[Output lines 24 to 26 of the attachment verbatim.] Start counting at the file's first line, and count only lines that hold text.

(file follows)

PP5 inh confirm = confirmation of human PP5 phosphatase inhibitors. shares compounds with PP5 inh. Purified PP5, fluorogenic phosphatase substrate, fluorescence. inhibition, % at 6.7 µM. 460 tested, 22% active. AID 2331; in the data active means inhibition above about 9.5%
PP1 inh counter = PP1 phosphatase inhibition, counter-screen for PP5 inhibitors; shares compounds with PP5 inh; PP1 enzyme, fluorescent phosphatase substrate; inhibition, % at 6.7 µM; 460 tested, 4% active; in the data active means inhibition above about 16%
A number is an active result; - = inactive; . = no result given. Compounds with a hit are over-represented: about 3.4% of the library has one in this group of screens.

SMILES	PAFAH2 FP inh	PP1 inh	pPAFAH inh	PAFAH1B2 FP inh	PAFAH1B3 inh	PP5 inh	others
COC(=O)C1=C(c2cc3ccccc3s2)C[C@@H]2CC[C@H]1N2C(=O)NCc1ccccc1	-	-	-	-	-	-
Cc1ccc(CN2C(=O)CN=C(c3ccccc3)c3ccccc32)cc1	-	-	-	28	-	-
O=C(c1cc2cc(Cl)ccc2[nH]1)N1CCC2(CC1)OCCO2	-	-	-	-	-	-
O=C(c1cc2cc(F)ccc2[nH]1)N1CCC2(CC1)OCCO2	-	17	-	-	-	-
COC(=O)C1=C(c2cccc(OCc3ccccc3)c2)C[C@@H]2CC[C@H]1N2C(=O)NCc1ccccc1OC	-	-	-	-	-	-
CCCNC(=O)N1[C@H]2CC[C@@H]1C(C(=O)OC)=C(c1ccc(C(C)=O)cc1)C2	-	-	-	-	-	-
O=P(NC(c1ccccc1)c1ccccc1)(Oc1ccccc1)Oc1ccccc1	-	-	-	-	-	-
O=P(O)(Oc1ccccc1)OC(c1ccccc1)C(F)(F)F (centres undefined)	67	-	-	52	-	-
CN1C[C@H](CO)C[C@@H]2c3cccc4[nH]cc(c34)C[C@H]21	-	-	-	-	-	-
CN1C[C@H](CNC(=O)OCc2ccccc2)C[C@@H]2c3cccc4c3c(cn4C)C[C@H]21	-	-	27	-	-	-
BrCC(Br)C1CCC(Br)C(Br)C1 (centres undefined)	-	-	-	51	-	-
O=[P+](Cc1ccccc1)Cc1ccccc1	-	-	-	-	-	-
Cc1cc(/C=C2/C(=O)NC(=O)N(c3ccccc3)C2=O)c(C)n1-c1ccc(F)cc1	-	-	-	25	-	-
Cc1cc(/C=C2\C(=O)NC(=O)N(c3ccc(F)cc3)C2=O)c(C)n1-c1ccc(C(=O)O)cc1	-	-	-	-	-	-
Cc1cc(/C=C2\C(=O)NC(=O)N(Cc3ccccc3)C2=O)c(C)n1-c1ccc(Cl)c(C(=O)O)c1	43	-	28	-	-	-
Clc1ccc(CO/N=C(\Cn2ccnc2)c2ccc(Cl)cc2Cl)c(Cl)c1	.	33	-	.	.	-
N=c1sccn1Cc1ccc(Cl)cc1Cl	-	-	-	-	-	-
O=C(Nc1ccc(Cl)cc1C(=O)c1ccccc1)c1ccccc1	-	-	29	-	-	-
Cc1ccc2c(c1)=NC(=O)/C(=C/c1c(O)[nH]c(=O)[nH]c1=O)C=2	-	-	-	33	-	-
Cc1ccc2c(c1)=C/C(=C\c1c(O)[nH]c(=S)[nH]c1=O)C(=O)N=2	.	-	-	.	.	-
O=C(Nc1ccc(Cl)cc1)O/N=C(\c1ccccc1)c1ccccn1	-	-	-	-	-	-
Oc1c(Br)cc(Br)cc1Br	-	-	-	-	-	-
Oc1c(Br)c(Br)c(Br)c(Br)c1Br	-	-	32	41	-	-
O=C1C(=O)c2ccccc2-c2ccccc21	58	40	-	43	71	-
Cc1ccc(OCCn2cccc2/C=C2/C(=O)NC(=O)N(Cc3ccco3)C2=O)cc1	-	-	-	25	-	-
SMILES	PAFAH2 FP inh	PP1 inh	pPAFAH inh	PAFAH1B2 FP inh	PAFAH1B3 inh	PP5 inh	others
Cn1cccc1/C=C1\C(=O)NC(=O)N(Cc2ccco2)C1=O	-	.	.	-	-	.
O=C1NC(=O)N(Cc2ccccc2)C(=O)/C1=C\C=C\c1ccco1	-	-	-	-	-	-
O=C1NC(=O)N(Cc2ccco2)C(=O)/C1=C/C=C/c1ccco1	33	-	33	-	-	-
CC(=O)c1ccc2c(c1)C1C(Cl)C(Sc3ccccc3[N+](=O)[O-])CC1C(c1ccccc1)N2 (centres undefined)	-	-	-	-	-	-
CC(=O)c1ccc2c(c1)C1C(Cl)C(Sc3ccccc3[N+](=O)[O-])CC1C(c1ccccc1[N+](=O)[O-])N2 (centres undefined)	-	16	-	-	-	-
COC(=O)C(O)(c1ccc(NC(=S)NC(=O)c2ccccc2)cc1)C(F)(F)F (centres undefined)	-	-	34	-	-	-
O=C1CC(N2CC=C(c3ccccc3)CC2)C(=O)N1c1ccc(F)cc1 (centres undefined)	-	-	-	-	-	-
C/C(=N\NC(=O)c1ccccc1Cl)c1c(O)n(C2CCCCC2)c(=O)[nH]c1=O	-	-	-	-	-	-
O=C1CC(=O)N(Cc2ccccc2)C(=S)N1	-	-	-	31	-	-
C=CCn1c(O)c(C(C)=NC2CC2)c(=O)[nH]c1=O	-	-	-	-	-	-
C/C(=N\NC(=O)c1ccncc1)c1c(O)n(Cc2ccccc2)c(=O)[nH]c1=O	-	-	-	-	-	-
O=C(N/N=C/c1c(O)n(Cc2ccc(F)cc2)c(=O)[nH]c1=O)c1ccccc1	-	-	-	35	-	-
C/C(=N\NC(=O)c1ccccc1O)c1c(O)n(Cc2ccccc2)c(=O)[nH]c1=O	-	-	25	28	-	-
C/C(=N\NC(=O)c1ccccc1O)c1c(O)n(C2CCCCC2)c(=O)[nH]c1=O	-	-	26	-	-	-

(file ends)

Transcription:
Cc1ccc2c(c1)=C/C(=C\c1c(O)[nH]c(=S)[nH]c1=O)C(=O)N=2	.	-	-	.	.	-
O=C(Nc1ccc(Cl)cc1)O/N=C(\c1ccccc1)c1ccccn1	-	-	-	-	-	-
Oc1c(Br)cc(Br)cc1Br	-	-	-	-	-	-